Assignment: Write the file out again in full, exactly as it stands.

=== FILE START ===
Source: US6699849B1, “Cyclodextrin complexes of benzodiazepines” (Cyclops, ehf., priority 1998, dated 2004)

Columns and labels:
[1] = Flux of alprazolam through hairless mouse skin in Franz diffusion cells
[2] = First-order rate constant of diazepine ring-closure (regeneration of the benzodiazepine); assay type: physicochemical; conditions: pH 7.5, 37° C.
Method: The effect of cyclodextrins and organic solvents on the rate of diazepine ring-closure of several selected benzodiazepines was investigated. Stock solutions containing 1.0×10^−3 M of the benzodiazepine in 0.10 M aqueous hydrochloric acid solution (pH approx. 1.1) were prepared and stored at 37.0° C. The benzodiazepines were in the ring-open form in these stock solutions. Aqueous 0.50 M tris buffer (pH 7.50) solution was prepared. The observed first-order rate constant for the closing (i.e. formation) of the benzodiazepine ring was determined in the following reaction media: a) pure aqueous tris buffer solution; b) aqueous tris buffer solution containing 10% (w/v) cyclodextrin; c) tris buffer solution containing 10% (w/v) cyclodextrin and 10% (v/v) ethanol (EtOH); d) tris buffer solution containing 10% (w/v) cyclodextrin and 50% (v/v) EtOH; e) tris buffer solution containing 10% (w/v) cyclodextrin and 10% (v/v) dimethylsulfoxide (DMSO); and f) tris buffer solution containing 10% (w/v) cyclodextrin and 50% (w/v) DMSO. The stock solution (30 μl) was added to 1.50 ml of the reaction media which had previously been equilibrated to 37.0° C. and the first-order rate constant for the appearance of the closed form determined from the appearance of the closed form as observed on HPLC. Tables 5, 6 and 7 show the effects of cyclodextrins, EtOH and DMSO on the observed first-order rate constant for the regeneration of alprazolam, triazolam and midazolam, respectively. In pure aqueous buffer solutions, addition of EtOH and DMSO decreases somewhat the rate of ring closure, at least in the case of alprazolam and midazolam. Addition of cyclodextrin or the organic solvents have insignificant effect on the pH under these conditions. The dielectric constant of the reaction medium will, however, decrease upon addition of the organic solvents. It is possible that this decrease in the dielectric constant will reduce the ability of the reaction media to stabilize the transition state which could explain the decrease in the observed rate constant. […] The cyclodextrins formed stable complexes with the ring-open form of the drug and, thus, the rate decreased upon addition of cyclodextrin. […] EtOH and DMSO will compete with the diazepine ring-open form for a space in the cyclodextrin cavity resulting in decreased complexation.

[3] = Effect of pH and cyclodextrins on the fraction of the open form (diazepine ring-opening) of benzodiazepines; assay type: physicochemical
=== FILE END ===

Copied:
Source: US6699849B1, “Cyclodextrin complexes of benzodiazepines” (Cyclops, ehf., priority 1998, dated 2004)

Columns and labels:
[1] = Flux of alprazolam through hairless mouse skin in Franz diffusion cells
[2] = First-order rate constant of diazepine ring-closure (regeneration of the benzodiazepine); assay type: physicochemical; conditions: pH 7.5, 37° C.
Method: The effect of cyclodextrins and organic solvents on the rate of diazepine ring-closure of several selected benzodiazepines was investigated. Stock solutions containing 1.0×10^−3 M of the benzodiazepine in 0.10 M aqueous hydrochloric acid solution (pH approx. 1.1) were prepared and stored at 37.0° C. The benzodiazepines were in the ring-open form in these stock solutions. Aqueous 0.50 M tris buffer (pH 7.50) solution was prepared. The observed first-order rate constant for the closing (i.e. formation) of the benzodiazepine ring was determined in the following reaction media: a) pure aqueous tris buffer solution; b) aqueous tris buffer solution containing 10% (w/v) cyclodextrin; c) tris buffer solution containing 10% (w/v) cyclodextrin and 10% (v/v) ethanol (EtOH); d) tris buffer solution containing 10% (w/v) cyclodextrin and 50% (v/v) EtOH; e) tris buffer solution containing 10% (w/v) cyclodextrin and 10% (v/v) dimethylsulfoxide (DMSO); and f) tris buffer solution containing 10% (w/v) cyclodextrin and 50% (w/v) DMSO. The stock solution (30 μl) was added to 1.50 ml of the reaction media which had previously been equilibrated to 37.0° C. and the first-order rate constant for the appearance of the closed form determined from the appearance of the closed form as observed on HPLC. Tables 5, 6 and 7 show the effects of cyclodextrins, EtOH and DMSO on the observed first-order rate constant for the regeneration of alprazolam, triazolam and midazolam, respectively. In pure aqueous buffer solutions, addition of EtOH and DMSO decreases somewhat the rate of ring closure, at least in the case of alprazolam and midazolam. Addition of cyclodextrin or the organic solvents have insignificant effect on the pH under these conditions. The dielectric constant of the reaction medium will, however, decrease upon addition of the organic solvents. It is possible that this decrease in the dielectric constant will reduce the ability of the reaction media to stabilize the transition state which could explain the decrease in the observed rate constant. […] The cyclodextrins formed stable complexes with the ring-open form of the drug and, thus, the rate decreased upon addition of cyclodextrin. […] EtOH and DMSO will compete with the diazepine ring-open form for a space in the cyclodextrin cavity resulting in decreased complexation.

[3] = Effect of pH and cyclodextrins on the fraction of the open form (diazepine ring-opening) of benzodiazepines; assay type: physicochemical